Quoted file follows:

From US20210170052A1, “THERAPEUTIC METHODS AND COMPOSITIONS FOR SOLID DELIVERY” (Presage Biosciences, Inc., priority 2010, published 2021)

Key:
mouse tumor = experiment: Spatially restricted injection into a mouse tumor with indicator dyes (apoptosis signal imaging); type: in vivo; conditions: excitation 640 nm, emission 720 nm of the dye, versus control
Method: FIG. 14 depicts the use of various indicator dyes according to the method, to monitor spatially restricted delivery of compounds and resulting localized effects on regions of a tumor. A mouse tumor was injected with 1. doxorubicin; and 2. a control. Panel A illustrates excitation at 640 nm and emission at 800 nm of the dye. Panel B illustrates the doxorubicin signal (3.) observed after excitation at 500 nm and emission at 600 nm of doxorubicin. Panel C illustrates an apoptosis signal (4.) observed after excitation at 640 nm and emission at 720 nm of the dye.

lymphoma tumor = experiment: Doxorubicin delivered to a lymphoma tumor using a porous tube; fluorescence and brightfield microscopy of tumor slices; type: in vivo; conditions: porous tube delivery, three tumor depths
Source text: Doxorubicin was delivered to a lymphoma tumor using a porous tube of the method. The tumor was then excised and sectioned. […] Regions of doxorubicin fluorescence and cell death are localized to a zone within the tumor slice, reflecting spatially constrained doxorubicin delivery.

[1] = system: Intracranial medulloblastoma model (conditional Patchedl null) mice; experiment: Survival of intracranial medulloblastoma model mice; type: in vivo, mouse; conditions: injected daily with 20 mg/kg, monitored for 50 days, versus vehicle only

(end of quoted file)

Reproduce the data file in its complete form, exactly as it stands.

From US20210170052A1, “THERAPEUTIC METHODS AND COMPOSITIONS FOR SOLID DELIVERY” (Presage Biosciences, Inc., priority 2010, published 2021)

Key:
mouse tumor = experiment: Spatially restricted injection into a mouse tumor with indicator dyes (apoptosis signal imaging); type: in vivo; conditions: excitation 640 nm, emission 720 nm of the dye, versus control
Method: FIG. 14 depicts the use of various indicator dyes according to the method, to monitor spatially restricted delivery of compounds and resulting localized effects on regions of a tumor. A mouse tumor was injected with 1. doxorubicin; and 2. a control. Panel A illustrates excitation at 640 nm and emission at 800 nm of the dye. Panel B illustrates the doxorubicin signal (3.) observed after excitation at 500 nm and emission at 600 nm of doxorubicin. Panel C illustrates an apoptosis signal (4.) observed after excitation at 640 nm and emission at 720 nm of the dye.

lymphoma tumor = experiment: Doxorubicin delivered to a lymphoma tumor using a porous tube; fluorescence and brightfield microscopy of tumor slices; type: in vivo; conditions: porous tube delivery, three tumor depths
Source text: Doxorubicin was delivered to a lymphoma tumor using a porous tube of the method. The tumor was then excised and sectioned. […] Regions of doxorubicin fluorescence and cell death are localized to a zone within the tumor slice, reflecting spatially constrained doxorubicin delivery.

[1] = system: Intracranial medulloblastoma model (conditional Patchedl null) mice; experiment: Survival of intracranial medulloblastoma model mice; type: in vivo, mouse; conditions: injected daily with 20 mg/kg, monitored for 50 days, versus vehicle only